IRDR co-sponsors ICSU and ISSC have released a new report which provides an independent review of the 169 targets under the proposed Sustainable Development Goals (SDGs), set to be approved at the UN General Assembly in September 2015.
Bringing together the work of over 40 leading researchers from across the natural and social sciences, the report was issued ahead of the SDG-focused meeting at the UN in New York (17-20 February 2015), which will discuss an over-arching declaration for the proposed framework.
The authors find that the SDGs offer a “major improvement” over their predecessors, the Millennium Development Goals (MDGs). They argue, however, that less than a third of the 169 targets are sufficiently well defined and based on the latest scientific evidence. More than half the targets “need more work” while 17% are weak or non-essential.
What is more: the scientists agreed that many of the targets suffer from a lack of integration and are couched in vague, qualitative language rather than offering hard, measurable, time-bound, quantitative targets, the report finds.
Authors are also concerned the goals are presented in ‘silos’, addressing challenges such as climate, food security and health in isolation. Yet, without explicitly interlinking these goals, not only is there a risk that the latest scientific insights get sidelined; inherently, there is also a danger of priority conflicts arising between different goals, most notably trade-offs between overcoming poverty and moving towards sustainability. Action to meet one single target could end up having unintended consequences on others if they are pursued separately.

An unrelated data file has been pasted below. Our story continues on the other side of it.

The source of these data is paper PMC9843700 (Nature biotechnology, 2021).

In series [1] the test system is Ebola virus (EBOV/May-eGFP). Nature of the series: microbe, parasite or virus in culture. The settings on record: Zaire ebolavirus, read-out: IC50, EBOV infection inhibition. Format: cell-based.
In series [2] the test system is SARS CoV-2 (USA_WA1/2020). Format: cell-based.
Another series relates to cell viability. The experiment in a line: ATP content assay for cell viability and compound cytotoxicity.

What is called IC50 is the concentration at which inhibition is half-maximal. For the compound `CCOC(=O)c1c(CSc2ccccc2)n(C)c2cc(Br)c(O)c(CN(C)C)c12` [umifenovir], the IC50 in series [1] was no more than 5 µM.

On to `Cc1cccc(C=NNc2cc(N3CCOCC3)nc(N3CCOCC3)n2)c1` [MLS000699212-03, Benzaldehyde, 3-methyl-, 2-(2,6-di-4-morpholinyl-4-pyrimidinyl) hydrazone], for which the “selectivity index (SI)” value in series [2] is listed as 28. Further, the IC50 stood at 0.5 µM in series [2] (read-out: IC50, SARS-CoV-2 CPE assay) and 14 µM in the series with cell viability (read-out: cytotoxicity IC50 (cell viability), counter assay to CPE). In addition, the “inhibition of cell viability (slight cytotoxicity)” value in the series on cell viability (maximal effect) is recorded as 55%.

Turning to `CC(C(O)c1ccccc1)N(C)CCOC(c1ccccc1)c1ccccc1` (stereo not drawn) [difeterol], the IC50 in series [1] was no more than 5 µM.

The report emphasise the need for SDG goals and targets to be aligned, respond to and draw on objectives and ambitions of other agreements, such as the Hyogo Framework for Action on DRR. References to disaster risk reduction are found across the report, particularly in the section on well-being and public health, co-authored by Virginia Murray. Repeatedly, concern is articulate that the focus is on extreme events, for example in urban environments, where slow-onset and long-term appear to be underestimated in their impact.
Finally, the report highlights the need for an ‘end-goal’ to provide a big picture vision for the SDGs. “The ‘ultimate end’ of the SDGs in combination is not clear, nor is how the proposed goals and targets would contribute to achieve that ultimate end,” write the authors. They recommend that this meta-goal be “a prosperous, high quality of life that is equitably shared and sustained.”
There is also a blog post on our Road to Paris blog which discusses the key finding of the report and includes interviews with the authors.
Adapted from ISSC news